Evaluating Information: Fake news in the 2016 US Elections

Use What Where or Not at All

Fake news in the 2016 US presidential election campaign

The term "fake news" became mainstream during the 2016 US election campaign when hundreds of websites published falsified or heavily biased stories – many of them in the pursuit of capitalising on social media advertising revenue. 

The term “fake news”, popularised by US President Donald Trump, is so prevalent now that it is hard to believe that just a few years ago the term was barely used. Along with the increase of fake news, however, we have also witnessed the increase in the usage of the term 'post-truth', with the Oxford Dictionaries declaring 'post-truth' to be its international word of the year in 2016. 'Post-truth' as a concept is defined as ‘relating to or denoting circumstances in which objective facts are less influential in shaping public opinion than what appeals to emotion and personal belief’.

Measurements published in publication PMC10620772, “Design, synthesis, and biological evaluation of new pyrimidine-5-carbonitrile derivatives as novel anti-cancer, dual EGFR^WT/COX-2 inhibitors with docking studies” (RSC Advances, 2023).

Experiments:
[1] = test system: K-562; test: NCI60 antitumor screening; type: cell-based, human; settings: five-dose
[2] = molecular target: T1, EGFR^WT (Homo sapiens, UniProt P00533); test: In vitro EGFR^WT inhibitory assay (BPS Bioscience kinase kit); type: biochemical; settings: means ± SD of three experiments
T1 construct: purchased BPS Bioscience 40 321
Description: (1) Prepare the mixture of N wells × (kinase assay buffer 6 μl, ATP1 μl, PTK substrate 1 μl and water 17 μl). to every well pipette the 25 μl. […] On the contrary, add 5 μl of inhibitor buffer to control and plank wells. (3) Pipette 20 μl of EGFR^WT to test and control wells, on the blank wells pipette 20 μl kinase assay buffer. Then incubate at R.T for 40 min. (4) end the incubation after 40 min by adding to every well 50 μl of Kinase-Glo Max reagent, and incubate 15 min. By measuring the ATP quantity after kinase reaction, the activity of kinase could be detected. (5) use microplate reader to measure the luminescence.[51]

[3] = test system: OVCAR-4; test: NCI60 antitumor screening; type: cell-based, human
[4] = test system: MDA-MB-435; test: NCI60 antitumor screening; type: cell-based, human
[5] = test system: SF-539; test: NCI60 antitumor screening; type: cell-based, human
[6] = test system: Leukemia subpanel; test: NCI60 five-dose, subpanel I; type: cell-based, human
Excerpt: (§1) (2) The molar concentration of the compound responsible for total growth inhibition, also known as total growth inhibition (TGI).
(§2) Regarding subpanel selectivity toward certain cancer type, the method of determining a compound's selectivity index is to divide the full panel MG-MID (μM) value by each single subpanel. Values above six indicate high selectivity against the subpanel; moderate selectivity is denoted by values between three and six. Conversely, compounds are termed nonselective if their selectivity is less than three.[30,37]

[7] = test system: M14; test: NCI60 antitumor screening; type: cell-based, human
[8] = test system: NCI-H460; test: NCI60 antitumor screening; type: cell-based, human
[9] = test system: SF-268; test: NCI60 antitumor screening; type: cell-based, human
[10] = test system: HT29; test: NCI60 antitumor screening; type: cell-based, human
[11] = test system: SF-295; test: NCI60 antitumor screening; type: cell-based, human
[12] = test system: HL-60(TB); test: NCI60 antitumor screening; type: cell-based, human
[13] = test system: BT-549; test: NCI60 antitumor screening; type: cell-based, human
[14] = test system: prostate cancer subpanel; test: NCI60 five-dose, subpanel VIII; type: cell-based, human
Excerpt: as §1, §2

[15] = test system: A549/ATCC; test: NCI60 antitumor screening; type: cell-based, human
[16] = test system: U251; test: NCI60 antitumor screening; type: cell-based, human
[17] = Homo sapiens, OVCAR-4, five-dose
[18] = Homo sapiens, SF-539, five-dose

Presented are a few stories (below) that portray how 'fake news' could have helped determine the outcome of the 2016 US presidential election.

When researching and making informed decisions it is important to ask pertinent questions, use critical thinking skills, and evaluate all sources of information; in particular it is essential to consider the accuracy and objectivity of resources, that is, if the purpose and intention of the sources are clear, including the presence of any biases.

How fake news goes viral: a case study